Some of the most important lessons that chef and former Hominy Grill owner Robert Stehling learned at Crook’s Corner weren’t taught in the kitchen.
The Chapel Hill, N.C., institution, an outwardly casual restaurant responsible for ratifying many of the tenets of contemporary upscale Southern cooking, on June 9 announced it had ended its 39-year run. According to The New York Times, Crook’s Corner’s financial troubles were fatally exacerbated by the COVID-19 pandemic.
“It was a super special place, but both its time and location had kind of passed,” said Stehling, one of many acclaimed Southern chefs whose professional trajectory included an early run through Crook’s.
Stehling started washing dishes at Crook’s in 1982 while studying studio art at the University of North Carolina. He stayed at the restaurant for six years, ultimately running the kitchen under chef Bill Neal.
Neal, who died in 1991, is credited with cultivating respect for Southern cuisine and showcasing the region’s ingredients: He was the chef who recast shrimp-and-grits as a dish fit for elite dining room tables.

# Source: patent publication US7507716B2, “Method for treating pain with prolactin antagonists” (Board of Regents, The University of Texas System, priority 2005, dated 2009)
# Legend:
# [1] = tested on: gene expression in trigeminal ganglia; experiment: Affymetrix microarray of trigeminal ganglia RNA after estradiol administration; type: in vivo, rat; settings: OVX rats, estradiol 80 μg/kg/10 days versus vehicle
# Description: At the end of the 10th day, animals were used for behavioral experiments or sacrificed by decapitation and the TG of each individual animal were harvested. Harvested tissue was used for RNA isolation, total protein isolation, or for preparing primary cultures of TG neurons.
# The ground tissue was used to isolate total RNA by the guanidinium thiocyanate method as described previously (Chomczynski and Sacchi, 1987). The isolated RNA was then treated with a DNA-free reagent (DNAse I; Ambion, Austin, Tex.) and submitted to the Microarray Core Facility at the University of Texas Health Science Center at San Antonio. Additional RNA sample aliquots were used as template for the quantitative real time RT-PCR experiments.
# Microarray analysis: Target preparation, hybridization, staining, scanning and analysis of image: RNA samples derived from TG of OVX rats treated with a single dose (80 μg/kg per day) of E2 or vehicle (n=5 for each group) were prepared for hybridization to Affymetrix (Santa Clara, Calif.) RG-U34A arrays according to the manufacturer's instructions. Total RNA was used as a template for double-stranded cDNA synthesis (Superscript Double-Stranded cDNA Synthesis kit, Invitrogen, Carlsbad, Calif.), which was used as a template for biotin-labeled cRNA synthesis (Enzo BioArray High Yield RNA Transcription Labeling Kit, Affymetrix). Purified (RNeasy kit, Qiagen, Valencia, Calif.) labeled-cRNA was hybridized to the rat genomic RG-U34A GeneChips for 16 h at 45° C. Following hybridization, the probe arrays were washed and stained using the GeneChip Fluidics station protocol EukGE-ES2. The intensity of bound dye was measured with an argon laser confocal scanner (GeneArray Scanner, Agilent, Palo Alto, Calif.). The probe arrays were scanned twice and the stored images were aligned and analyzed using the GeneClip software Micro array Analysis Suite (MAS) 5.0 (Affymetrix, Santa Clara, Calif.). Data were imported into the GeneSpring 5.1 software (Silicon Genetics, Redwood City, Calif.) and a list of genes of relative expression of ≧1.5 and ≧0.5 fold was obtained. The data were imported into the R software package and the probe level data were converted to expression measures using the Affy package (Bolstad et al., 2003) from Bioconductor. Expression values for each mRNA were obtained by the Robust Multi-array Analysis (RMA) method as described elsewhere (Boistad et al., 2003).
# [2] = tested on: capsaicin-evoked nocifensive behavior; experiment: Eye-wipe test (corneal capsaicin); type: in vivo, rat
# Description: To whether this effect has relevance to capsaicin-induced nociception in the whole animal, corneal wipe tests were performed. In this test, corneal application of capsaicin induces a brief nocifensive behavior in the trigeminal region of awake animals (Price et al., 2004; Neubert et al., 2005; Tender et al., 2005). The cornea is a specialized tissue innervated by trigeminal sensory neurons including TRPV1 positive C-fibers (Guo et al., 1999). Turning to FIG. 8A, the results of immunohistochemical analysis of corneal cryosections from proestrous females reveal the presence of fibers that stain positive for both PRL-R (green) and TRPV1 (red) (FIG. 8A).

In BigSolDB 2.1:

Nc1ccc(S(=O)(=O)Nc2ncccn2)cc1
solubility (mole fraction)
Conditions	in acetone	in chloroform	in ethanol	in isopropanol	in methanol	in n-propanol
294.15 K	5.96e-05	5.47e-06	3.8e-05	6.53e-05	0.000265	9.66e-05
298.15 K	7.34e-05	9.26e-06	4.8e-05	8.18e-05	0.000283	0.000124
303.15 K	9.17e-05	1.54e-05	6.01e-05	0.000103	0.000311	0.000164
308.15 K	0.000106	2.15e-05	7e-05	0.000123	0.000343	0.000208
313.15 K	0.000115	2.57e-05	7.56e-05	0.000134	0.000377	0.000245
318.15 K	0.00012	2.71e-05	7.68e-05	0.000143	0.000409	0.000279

“Things were so important,” Stehling said. “Preserving recipes, seasonal cuisine — it was a way of life.”
In an oral history interview with the Southern Foodways Alliance, Stehling said he was a careful observer of the techniques that Neal recorded in his cookbooks.
After seeing Neal demonstrate the overlaps between Southern cuisine and the older cuisines that influenced it, “I felt really confident about being a Southern chef … that this is what I should be producing and not, you know, worrying about learning French and spending a couple years in the South of France.”
But when he thinks back on what Neal taught him, he remembers something that Neal said over shift martinis at the Crook’s Corner bar.
Food, Neal instructed, is just fat, starch and protein: Cooking involves controlling the heat applied to them.
“I made it part of my learning to understand that statement,” Stehling said.